She was also surrounded by one of the best ensembles to ever appear on television; Nicholas Brendan, Alyson Hannigan, Anthony Stewart Head, David Boreanaz, Charisma Carpenter, Emma Caulfield, Amber Benson and James Marsters all put in brilliant performances as characters who truly got to develop. One of the best things about not only Buffy, but Angel as well, was that no character was ever the same by the end of the show as they were when they first appeared. On Buffy that was no more apparent when one looks at Willow and Spike, who developed and changed in wonderful, beautifully crafted ways as the series continued and had turned into naturally different characters by the time the end credits rolled for the final time.
Best of all, or not depending on how you look at it, the series wasn’t afraid to hurt its characters in honest, raw and real ways. Relationships that we were invested in could fall apart, characters who were good could go bad (and vice versa) and characters that worked their way into our hearts could exit the show in ways that could genuinely make you bleed. I won’t spoil it for those who have yet to watch it, but one death at the end of season six is truly unbearable.
Growing up with the show, Buffy was one of the most important shows for any teenager growing up. It never spoke down to its audience, it felt real and it used its supernatural elements beautifully in a metaphorical way that made for some of the best scripting on television.
Buffy…she saved the world a lot you know.
AIRDATE: March 1997-May 2003
NUMBER OF SEASONS: Seven (making it the longest running Joss Whedon created series…so far.)
NOTABLE WRITERS: David Greenwalt, Marti Noxon, Jane Espenson, Drew Goddard, Steven S DeKnight, Douglas Petrie. Like The X-Files, Buffy’s writersroom was full of amazing talent who would go on to influence, write for and create many shows in the years after.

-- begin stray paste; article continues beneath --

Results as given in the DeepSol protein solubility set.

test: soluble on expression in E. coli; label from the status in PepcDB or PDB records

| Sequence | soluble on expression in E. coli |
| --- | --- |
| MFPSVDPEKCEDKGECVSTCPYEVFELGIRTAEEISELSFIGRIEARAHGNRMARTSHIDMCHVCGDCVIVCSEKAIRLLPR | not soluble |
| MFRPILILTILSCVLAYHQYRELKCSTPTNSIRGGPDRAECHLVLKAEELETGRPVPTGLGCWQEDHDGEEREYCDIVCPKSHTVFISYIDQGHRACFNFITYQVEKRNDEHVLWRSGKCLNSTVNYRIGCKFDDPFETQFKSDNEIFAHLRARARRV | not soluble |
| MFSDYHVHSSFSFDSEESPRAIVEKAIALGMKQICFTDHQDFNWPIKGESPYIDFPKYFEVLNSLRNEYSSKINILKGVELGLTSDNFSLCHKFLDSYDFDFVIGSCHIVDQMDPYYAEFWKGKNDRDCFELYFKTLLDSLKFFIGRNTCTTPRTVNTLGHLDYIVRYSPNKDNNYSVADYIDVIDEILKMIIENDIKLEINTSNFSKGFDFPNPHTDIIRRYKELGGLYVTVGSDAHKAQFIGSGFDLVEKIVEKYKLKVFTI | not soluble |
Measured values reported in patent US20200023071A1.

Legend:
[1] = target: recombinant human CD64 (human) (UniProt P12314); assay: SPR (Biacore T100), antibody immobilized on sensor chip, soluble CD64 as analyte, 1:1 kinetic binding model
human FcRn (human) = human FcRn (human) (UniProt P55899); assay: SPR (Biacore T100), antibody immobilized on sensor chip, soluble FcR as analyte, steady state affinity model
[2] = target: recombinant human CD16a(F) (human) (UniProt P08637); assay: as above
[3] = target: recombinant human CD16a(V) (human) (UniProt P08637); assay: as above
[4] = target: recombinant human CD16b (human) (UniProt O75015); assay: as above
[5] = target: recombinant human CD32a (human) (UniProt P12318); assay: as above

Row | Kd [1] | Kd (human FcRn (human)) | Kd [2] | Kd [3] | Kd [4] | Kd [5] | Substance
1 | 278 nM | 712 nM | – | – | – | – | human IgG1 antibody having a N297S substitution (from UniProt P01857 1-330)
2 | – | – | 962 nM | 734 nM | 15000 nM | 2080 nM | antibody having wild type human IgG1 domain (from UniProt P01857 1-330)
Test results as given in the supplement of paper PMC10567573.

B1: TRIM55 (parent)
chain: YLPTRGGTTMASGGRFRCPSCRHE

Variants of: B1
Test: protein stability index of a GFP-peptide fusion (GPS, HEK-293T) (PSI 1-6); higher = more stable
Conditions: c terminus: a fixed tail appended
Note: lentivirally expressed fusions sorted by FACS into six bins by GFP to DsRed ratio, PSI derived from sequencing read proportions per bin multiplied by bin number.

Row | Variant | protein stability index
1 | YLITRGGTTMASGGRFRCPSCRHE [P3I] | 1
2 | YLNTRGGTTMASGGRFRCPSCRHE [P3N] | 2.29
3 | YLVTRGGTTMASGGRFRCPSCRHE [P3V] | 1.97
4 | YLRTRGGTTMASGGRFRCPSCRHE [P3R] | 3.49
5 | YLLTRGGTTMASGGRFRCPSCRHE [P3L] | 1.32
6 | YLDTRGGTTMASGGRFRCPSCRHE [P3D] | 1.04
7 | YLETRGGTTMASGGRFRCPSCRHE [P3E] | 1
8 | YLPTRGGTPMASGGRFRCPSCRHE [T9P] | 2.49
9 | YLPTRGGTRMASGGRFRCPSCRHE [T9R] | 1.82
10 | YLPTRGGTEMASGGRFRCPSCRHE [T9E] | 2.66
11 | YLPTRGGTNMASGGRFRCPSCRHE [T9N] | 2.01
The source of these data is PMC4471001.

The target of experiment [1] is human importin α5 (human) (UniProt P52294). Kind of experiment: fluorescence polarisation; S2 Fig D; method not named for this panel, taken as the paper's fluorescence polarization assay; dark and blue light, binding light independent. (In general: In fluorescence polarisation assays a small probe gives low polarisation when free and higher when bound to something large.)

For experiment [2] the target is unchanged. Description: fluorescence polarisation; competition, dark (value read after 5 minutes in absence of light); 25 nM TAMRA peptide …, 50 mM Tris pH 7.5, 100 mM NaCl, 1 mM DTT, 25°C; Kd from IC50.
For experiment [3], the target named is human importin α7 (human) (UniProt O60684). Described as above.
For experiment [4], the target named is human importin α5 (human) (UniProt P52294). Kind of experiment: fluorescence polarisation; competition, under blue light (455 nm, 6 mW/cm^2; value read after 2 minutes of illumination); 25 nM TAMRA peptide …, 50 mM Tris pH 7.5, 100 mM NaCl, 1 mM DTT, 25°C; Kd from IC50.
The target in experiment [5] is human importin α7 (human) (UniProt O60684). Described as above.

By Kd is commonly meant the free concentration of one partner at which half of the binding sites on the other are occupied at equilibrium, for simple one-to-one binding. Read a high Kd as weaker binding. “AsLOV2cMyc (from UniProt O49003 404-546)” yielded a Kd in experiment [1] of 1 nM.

NOTABLE DIRECTORS: James Contner, Marita Grabiak and many other talents called the shots, but really Joss is the stand out here. Any episode he directed on top of writing was frequently something special and would re-write a lot of rules about what could be done on television.
BEST SEASON: I’m gonna go for season three. The show didn’t really start being more experimental with episodes such as Hush until season four, but in terms of consistency in quality, best villains and number of best individual episodes, it has to be the third season. Following on from the cataclysmic events of season two fantastically and giving us not one but two great antagonists, it’s a wickedly entertaining year of television.
WORST SEASON: Not to jump on any bandwagon, but it really has to be the sixth. Whilst Once More, With Feeling is a masterpiece and Tabula Rasa is a lovely mini-classic in itself, this was the year where the angst levels were pushed up way too much, the metaphors were beaten over the audience’s head, and the darker tone was a bit off-putting to the extreme.
BEST EPISODE: So many to name, and whilst The Body is a beautifully crafted hour of television and unremittingly honest on the nature of death and bereavement, I have to go for Hush. Vividly imaginative, it’s a risk for a wonderful wordsmith like Joss Whedon to strip away his trademark witty dialogue for a whole episode, but he truly made up for it in atmosphere, storytelling and wonderful set pieces, while Christophe Beck’s score is a brilliant stand out.